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Being bold and visionary sounds exciting, but at Hillside Gardens it meant stuffing filing cabinets with pieces of paper – lots and lots of paper.

When the owners of the fourth-generation Ontario vegetable farm and packing plant decided a decade ago to implement traceability, there was no off-the-shelf software to do the job. So they used clipboards and paper forms to track mountains of carrots and other produce.

The 450-acre farm in ‘Ontario’s vegetable patch’ (the Holland Marsh area north of Toronto), processes its own produce as well as veggies from upwards of 30 area farms. Carrots are its biggest product, and it typically packs 15,000 to 20,000 tonnes a year, which works out to an average of 700,000 50-pound bags. Every one sports a bar-coded sticker that allows the company, if need be, to unearth a complete A to Z history of the carrots in any bag.

And even the most humble carrot has a lot of events in its life, notes Hillside CEO Ron Gleason.

“For any bag of carrots, you can trace back by using the recall log to find out what seed was used, what fields they were grown in, what sprays went on when, was the pre-harvest interval observed, and what barn it was stored in,” says Gleason, 44.

“It also showed fertilizing and any other chemical applications. For instance, we use a food-grade peracetic acid in our wash, so that would be included. It would have the packaging information and reference the food-safety certificate of the packaging company we’re using. And of course, it would include all of the shipping information.”

Even that capsule description, although a mouthful, doesn’t cover it all. Hillside will harvest upwards of 400 tonnes of carrots in a single day. Prior to traceability, all it needed to do was keep different varieties separated, but now the harvest from each and every field is essentially a different product. And if for some reason something different happens within a field – such as seed from two different batches or a treatment only applied to part of it – carrots from each part of the field must be segregated, too.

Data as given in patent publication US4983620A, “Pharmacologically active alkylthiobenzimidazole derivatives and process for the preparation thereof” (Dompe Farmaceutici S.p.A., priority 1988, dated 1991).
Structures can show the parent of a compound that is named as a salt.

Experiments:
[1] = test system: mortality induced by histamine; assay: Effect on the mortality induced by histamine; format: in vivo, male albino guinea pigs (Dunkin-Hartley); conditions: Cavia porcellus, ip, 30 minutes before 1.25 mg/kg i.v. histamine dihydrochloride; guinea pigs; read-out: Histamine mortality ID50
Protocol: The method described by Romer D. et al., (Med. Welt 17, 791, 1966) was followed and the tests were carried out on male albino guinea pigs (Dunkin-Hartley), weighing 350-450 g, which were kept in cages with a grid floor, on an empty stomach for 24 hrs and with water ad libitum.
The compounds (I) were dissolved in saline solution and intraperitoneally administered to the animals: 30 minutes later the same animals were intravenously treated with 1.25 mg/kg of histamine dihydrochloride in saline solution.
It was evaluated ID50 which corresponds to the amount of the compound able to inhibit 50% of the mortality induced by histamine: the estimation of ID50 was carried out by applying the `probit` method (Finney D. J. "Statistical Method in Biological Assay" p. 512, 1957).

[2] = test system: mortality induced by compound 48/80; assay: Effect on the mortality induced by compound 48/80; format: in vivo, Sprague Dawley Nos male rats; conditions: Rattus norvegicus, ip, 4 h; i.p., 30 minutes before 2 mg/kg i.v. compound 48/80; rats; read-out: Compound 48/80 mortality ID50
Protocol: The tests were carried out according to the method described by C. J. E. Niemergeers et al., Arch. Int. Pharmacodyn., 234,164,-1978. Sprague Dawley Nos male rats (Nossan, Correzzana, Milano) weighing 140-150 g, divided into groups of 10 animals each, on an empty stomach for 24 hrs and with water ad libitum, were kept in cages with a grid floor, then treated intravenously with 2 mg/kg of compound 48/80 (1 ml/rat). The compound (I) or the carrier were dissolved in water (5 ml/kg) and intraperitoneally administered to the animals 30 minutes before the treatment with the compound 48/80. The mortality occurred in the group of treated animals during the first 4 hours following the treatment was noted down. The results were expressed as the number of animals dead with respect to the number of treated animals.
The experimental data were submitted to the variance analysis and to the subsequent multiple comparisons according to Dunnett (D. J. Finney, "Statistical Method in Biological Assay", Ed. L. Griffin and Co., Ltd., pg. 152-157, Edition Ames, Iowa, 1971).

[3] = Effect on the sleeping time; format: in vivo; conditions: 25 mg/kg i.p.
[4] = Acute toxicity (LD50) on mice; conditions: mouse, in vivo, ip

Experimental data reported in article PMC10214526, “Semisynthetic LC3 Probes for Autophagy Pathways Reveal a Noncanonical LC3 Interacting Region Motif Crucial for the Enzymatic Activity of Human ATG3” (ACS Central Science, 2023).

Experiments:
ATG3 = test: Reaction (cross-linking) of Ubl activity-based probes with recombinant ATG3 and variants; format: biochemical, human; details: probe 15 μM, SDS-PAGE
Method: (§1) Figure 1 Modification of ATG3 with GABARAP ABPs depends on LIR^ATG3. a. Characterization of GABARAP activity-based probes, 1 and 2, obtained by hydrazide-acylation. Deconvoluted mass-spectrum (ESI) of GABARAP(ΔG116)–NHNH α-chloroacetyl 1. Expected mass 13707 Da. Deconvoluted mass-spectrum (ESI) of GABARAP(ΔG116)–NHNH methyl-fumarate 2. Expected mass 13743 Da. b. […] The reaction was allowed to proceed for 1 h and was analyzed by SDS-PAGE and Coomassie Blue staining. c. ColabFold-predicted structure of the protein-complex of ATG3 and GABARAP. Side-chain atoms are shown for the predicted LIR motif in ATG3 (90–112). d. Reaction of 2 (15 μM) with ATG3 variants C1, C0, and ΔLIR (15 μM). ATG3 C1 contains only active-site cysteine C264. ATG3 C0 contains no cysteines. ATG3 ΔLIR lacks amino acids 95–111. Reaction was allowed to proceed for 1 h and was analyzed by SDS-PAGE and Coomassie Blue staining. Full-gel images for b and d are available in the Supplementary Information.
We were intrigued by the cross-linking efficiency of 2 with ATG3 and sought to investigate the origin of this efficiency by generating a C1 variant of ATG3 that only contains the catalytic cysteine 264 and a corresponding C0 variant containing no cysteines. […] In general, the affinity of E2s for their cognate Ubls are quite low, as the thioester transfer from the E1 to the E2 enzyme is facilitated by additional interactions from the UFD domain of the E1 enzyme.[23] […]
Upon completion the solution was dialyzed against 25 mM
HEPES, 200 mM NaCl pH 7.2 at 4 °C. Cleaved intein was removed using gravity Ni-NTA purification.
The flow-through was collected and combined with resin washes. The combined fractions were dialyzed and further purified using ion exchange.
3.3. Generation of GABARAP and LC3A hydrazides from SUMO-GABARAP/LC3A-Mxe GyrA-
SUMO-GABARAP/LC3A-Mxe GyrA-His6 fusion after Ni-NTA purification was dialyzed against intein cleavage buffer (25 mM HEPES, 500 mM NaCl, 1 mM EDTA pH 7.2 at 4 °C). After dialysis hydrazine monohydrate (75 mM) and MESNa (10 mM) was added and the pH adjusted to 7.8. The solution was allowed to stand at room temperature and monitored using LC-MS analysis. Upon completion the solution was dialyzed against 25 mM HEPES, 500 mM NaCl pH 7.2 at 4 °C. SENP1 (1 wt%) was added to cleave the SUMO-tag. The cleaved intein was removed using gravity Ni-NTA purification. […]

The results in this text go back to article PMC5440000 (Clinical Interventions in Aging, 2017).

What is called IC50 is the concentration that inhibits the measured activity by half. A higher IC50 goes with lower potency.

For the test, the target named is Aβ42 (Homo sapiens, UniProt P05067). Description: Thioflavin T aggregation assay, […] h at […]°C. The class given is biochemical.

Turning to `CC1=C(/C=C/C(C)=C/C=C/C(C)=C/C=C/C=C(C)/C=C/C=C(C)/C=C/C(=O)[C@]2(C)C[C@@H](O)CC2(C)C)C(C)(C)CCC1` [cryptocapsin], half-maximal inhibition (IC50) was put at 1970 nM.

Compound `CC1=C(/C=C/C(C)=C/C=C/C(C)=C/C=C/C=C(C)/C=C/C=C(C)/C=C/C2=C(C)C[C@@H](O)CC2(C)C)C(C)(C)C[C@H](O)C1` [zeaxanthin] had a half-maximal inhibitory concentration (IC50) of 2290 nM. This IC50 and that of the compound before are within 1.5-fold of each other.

And what did Hillside get out of all the extra time and expense?

Initially, nothing. Their customers were happy, but they weren’t paying any more for traceable carrots. Which was why other produce packers weren’t keen to do traceability.

“It was easy to say no (to traceability) in the early days,” says Gleason. “Because only a few people were doing it, buyers couldn’t cut everybody off. But I just decided to focus on the principle of customer service, which is: Find out what your customer wants and then do it.”

Traceability was actually a byproduct of what customers wanted, namely a more robust food-safety regime. The message came across loud and clear from food companies and retailers when Hillside began producing carrot juice in 1999. While carrots aren’t generally viewed as being a high food-safety risk, juice is another matter. So potential customers were asking, if there was a bad batch, would Hillside be able to pinpoint the cause? Although the company exited the carrot juice business in 2004, Gleason was convinced changes were needed.

“I had just started managing the farm then, and I said to my father-in-law (Jim Verkaik), ‘Let’s be pro-active about food safety,’” recalls Gleason. “So we hired a food-safety consultant and she recommended we do full traceability. To do something like that on an old-style farm takes a lot of running around and it meant a lot of paperwork, which was very low on everybody’s wish list.”